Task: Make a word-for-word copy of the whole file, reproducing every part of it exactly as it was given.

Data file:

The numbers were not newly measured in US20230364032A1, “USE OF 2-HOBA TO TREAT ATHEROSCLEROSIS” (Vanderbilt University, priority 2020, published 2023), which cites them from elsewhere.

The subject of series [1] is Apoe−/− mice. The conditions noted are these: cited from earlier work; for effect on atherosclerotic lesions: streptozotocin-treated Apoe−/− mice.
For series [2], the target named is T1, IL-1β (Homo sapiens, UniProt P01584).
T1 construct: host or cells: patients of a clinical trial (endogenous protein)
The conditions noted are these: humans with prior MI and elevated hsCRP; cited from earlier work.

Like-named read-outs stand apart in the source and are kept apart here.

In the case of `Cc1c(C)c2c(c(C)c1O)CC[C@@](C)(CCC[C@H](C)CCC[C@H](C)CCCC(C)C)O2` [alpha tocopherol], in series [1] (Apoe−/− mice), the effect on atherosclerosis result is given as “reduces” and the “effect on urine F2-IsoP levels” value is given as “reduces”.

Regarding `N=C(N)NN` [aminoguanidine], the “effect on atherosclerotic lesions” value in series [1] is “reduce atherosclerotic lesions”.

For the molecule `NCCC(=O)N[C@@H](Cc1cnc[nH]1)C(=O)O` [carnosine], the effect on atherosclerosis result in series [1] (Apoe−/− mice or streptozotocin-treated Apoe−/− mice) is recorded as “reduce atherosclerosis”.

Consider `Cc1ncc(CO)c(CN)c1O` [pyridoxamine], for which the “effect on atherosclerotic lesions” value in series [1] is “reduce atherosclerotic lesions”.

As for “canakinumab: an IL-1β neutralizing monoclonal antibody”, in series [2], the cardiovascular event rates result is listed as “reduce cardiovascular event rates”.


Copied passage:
The numbers were not newly measured in US20230364032A1, “USE OF 2-HOBA TO TREAT ATHEROSCLEROSIS” (Vanderbilt University, priority 2020, published 2023), which cites them from elsewhere.

The subject of series [1] is Apoe−/− mice. The conditions noted are these: cited from earlier work; for effect on atherosclerotic lesions: streptozotocin-treated Apoe−/− mice.
For series [2], the target named is T1, IL-1β (Homo sapiens, UniProt P01584).
T1 construct: host or cells: patients of a clinical trial (endogenous protein)
The conditions noted are these: humans with prior MI and elevated hsCRP; cited from earlier work.

Like-named read-outs stand apart in the source and are kept apart here.

In the case of `Cc1c(C)c2c(c(C)c1O)CC[C@@](C)(CCC[C@H](C)CCC[C@H](C)CCCC(C)C)O2` [alpha tocopherol], in series [1] (Apoe−/− mice), the effect on atherosclerosis result is given as “reduces” and the “effect on urine F2-IsoP levels” value is given as “reduces”.

Regarding `N=C(N)NN` [aminoguanidine], the “effect on atherosclerotic lesions” value in series [1] is “reduce atherosclerotic lesions”.

For the molecule `NCCC(=O)N[C@@H](Cc1cnc[nH]1)C(=O)O` [carnosine], the effect on atherosclerosis result in series [1] (Apoe−/− mice or streptozotocin-treated Apoe−/− mice) is recorded as “reduce atherosclerosis”.

Consider `Cc1ncc(CO)c(CN)c1O` [pyridoxamine], for which the “effect on atherosclerotic lesions” value in series [1] is “reduce atherosclerotic lesions”.

As for “canakinumab: an IL-1β neutralizing monoclonal antibody”, in series [2], the cardiovascular event rates result is listed as “reduce cardiovascular event rates”.